By Anne Thompson | Thompson on Hollywood December 9, 2008 at 9:17AM
The Catherine Hardwicke story continues. Still at issue are: why she didn't get the gig on New Moon, the Twilight sequel, and who will take her place.
Patrick Goldstein suggests that Hardwicke's strong points (intensity, intuition) were also her weak points. But it dismays me that someone at Summit leaked their bile against her to the press. All directors are saved by their collaborators, on some level.
And there are so few talented women directors, much less commercially viable ones, that I also hate it when a woman who fights for her movies is labeled as difficult. David O. Russell continues to get work, not to mention countless others who don't always behave well during production. Sometimes making a fuss is the only way to get your way in a town that tends to reward bad behavior. According to the A.P., Hardwicke's home message answering machine says, in part:
"We've been kicked out of the `Twilight' editorial, so we're homeless, so please leave your name and number after the tone."
I will repeat herewith that Hardwicke is developing two movies with her Thirteen producer, Groundswell's Michael London, and maintains strong ties with Sony, which made Lords of Dogtown.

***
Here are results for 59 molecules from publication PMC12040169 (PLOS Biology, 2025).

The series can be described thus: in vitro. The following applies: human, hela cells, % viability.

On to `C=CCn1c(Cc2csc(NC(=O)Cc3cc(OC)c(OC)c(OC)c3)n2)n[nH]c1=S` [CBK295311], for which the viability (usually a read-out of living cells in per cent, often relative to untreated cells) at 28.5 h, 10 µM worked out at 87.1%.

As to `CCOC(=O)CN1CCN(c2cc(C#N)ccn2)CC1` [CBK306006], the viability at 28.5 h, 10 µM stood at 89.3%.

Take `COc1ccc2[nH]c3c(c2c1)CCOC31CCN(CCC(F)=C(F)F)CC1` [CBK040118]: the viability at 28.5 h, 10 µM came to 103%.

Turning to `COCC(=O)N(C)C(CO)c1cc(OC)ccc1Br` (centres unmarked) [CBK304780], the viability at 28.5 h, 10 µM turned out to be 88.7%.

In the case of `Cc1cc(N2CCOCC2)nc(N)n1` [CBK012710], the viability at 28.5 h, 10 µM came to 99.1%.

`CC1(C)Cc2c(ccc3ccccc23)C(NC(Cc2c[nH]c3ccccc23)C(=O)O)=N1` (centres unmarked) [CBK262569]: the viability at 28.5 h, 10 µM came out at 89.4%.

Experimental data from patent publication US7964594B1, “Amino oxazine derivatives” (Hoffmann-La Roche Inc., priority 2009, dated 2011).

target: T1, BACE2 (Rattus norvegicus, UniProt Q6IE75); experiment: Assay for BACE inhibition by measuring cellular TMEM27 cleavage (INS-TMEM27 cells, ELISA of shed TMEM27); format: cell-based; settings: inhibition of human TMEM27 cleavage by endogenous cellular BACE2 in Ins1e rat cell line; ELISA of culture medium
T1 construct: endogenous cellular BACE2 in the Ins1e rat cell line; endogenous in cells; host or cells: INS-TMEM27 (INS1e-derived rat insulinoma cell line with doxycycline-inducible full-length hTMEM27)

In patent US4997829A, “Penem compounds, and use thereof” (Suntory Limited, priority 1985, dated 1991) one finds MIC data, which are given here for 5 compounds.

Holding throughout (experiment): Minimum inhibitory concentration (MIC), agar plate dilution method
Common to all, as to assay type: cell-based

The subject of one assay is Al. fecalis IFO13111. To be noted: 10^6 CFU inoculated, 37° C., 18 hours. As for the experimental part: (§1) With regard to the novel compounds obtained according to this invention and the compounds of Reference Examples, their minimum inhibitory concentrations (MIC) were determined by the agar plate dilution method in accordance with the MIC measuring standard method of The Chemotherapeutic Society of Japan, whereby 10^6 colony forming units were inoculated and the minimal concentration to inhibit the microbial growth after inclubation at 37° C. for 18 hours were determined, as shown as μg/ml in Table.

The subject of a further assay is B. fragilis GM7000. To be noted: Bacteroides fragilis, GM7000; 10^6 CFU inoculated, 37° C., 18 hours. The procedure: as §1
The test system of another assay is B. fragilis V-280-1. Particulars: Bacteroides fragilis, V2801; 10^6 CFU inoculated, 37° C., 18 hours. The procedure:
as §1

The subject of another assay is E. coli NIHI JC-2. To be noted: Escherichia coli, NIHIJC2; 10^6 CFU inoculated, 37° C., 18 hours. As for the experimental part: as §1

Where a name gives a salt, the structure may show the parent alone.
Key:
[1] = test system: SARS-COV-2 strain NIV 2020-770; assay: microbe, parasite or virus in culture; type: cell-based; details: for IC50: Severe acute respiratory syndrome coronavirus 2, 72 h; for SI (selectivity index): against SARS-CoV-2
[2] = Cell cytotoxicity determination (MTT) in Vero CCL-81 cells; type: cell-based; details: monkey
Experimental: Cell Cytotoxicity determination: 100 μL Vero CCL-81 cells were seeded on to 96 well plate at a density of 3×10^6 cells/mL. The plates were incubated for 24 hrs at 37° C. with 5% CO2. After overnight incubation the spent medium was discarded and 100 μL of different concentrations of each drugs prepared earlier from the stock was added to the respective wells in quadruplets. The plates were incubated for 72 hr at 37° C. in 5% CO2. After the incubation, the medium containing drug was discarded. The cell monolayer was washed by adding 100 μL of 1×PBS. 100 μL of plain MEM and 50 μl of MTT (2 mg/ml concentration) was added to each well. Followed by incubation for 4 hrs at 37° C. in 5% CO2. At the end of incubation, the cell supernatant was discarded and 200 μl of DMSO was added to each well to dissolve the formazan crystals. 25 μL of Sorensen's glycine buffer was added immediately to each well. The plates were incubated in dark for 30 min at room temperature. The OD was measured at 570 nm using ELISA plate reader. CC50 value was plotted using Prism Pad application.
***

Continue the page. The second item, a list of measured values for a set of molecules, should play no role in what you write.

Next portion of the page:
As for New Moon, who should Summit hire? Actually, Chris Weitz isn't a terrible idea.
One plausible theory has Summit turning to Jeff Wadlow, who has already directed two films for the young demo, one of which, Never Back Down, was Summit's biggest film prior to Twilight and starred rogue vampire Cam Gigandet.
Variety staffers have suggested Wong Kar Wai, Eli Roth, David S. Goyer, Gurindher Chadha, Deepa Mehta and Mira Nair. None of these has the right combination of skills. Some of them are too hard, some too soft. Hardwicke will be trickier to replace than Summit might think. She has the right combo of skills: the ability to not be afraid of strong, powerful romantic emotions (which send most men running for the door), tune into the taste of young audiences, and pull off VFX and action. How many directors, male or female, can do that? One of the reasons Twilight scored was not only its faithfulness to Stephenie Meyer's book, but also its sheer originality. There has never been anything quite like this young adult/PG-13/horror/romance/thriller.
[Originally appeared on Variety.com]